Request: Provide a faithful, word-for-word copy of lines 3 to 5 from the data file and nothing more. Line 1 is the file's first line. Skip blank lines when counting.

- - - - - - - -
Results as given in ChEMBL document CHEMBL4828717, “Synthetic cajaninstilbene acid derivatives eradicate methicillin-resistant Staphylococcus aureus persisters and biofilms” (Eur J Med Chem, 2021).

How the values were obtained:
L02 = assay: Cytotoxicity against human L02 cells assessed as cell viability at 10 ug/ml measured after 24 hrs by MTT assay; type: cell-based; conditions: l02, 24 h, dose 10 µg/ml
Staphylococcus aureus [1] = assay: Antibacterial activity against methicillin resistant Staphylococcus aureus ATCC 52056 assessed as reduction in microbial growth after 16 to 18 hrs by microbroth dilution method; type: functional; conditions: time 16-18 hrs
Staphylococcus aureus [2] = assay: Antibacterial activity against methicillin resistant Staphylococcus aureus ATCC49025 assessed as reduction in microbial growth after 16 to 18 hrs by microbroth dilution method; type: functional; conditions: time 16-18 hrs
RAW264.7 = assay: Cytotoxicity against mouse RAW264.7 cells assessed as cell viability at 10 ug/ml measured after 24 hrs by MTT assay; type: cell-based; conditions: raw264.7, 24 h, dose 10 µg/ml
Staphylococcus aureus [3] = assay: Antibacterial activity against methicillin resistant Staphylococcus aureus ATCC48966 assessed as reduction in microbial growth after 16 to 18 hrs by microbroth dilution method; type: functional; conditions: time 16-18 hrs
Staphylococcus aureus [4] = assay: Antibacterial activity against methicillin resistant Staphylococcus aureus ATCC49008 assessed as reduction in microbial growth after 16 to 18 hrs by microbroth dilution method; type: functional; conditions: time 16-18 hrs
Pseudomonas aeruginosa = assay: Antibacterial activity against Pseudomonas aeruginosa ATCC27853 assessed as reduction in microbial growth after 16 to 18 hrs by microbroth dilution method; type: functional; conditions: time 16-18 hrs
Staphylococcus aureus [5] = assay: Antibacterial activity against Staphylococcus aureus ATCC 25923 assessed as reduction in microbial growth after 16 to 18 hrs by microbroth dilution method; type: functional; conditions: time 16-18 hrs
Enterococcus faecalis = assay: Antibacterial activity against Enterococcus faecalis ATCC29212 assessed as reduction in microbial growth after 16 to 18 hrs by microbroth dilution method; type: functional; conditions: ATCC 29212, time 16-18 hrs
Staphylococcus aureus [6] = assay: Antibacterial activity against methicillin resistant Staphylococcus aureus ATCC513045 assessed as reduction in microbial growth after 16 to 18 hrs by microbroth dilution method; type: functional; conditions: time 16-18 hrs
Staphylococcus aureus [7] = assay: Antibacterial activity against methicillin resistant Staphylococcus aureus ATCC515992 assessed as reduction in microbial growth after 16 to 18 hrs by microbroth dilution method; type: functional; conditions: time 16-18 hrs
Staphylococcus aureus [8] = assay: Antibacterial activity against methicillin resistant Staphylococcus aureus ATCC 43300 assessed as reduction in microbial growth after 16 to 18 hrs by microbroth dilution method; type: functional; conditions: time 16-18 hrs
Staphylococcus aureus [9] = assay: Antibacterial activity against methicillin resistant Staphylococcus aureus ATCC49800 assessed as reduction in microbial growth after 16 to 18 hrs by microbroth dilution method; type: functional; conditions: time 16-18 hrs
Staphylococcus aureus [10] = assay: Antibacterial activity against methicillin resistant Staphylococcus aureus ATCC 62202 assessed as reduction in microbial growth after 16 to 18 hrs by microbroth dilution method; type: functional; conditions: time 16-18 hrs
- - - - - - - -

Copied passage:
L02 = assay: Cytotoxicity against human L02 cells assessed as cell viability at 10 ug/ml measured after 24 hrs by MTT assay; type: cell-based; conditions: l02, 24 h, dose 10 µg/ml
Staphylococcus aureus [1] = assay: Antibacterial activity against methicillin resistant Staphylococcus aureus ATCC 52056 assessed as reduction in microbial growth after 16 to 18 hrs by microbroth dilution method; type: functional; conditions: time 16-18 hrs
Staphylococcus aureus [2] = assay: Antibacterial activity against methicillin resistant Staphylococcus aureus ATCC49025 assessed as reduction in microbial growth after 16 to 18 hrs by microbroth dilution method; type: functional; conditions: time 16-18 hrs